Coco Montoya Can't Look Back
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- Released: June 4, 2002
- Originally Released: 2002
- Label: Alligator Records
- $0.99 on iTunes1.Wish I Could Be That Strong
- $0.99 on iTunes2.Running Away From Love
- $0.99 on iTunes3.Something About You
- $0.99 on iTunes4.I Won't Beg
- $0.99 on iTunes5.Trip, Stumble And Fall
- $0.99 on iTunes6.Can't See The Streets For My Tears
- $0.99 on iTunes7.Same Old Thing
- $0.99 on iTunes8.Can't Look Back
- $0.99 on iTunes9.Women Have A Way With A Fool
- $0.99 on iTunes10.Back In A Cadillac
- $0.99 on iTunes11.No Longer A Part Of Your Dreams
- $0.99 on iTunes12.Holding Out For You
- $0.99 on iTunes13.Free
Song previews provided courtesy of iTunes
Personnel: Coco Montoya (vocals, electric guitar); Chuck Kirkpatrick (slide guitar, background vocals); Benny Yee, Tommy Eyre (keyboards); Steve Evans, Bob Glaub (bass); Scott Kirkpatrick (drums, background vocals); Randy Hayes, Tony Braunagle (drums).
Additional personnel: Joe Sublet (tenor saxophone); Darrel Leonard (trumpet).
Recorded at Rumbo Recorders, Canoga Park, California.
Personnel: Coco Montoya (vocals, guitar); Chuck Kirkpatrick (slide guitar, background vocals); Joe Sublett (tenor saxophone); Darrell Leonard (trumpet); Benny Yee, Tommy Eyre (keyboards); Stephen Scott Kirkpatrick (drums, background vocals); Randy Hayes, Tony Braunagel (drums).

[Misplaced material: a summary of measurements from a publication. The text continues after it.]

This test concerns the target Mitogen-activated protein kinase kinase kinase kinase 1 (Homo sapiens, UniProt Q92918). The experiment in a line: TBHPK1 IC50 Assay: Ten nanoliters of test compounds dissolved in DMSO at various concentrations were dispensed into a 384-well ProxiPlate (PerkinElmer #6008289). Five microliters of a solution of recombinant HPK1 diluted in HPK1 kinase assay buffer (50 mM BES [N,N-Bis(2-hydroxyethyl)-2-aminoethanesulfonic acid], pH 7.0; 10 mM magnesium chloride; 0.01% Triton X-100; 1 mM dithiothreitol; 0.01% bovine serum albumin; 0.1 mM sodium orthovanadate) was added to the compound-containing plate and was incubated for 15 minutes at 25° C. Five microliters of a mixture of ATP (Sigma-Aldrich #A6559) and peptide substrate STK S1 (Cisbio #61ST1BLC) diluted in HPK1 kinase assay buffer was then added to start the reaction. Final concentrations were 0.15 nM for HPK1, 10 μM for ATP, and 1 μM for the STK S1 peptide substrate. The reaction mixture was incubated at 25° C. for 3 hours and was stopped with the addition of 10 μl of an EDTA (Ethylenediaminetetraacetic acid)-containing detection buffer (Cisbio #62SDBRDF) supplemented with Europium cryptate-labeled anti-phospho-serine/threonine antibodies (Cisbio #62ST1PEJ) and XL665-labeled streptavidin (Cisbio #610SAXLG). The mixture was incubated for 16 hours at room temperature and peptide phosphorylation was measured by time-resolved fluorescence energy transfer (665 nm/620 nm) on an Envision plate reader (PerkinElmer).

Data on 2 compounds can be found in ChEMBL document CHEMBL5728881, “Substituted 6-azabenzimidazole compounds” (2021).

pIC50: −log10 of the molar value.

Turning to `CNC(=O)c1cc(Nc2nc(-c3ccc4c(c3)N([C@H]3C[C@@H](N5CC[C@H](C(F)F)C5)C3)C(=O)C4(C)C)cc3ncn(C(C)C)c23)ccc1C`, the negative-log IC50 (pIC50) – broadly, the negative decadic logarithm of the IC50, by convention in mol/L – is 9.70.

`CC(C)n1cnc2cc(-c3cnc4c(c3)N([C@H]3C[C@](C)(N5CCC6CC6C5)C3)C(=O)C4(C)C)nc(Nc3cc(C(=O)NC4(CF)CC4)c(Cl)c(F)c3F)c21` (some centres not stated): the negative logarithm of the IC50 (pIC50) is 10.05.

Audio Mixers: Jay Newland; John Hampton.
Recording information: Ardent Studios, Memphis, TN; Rumbo Recorders, Canoga Park, CA.
Photographer: Paul Natkin.
Coco Montoya's second album for Alligator records finds the guitarist moving away from the sound of his mentor, Albert Collins -- although there certainly are licks throughout the album clearly inspired by "the Iceman," particularly when the tempo slows down -- and toward big rock productions. This album sounds huge: The rhythm section provides a gigantic foundation, sprawling from speaker to speaker, then the keyboards and backing vocals are added, with guitars pushed to the forefront. On top of that, Montoya is demonstrating a greater inclination to soul and R&B than ever before, choosing to cover Holland-Dozier-Holland (a terrific take on "Something About You"), along with other tuneful soul tunes, and writing it that vein as well. This suits him well, since not only his full-throated vocals feel at ease with these melodies, he's turning out tasteful, melodic solos that punctuate and further the tune, instead of just being virtuosic showcases. The production may still be too big for some tastes, but look beyond that and hear what Montoya is doing with the music, and it becomes clear this is a nice step forward. ~ Stephen Thomas Erlewine
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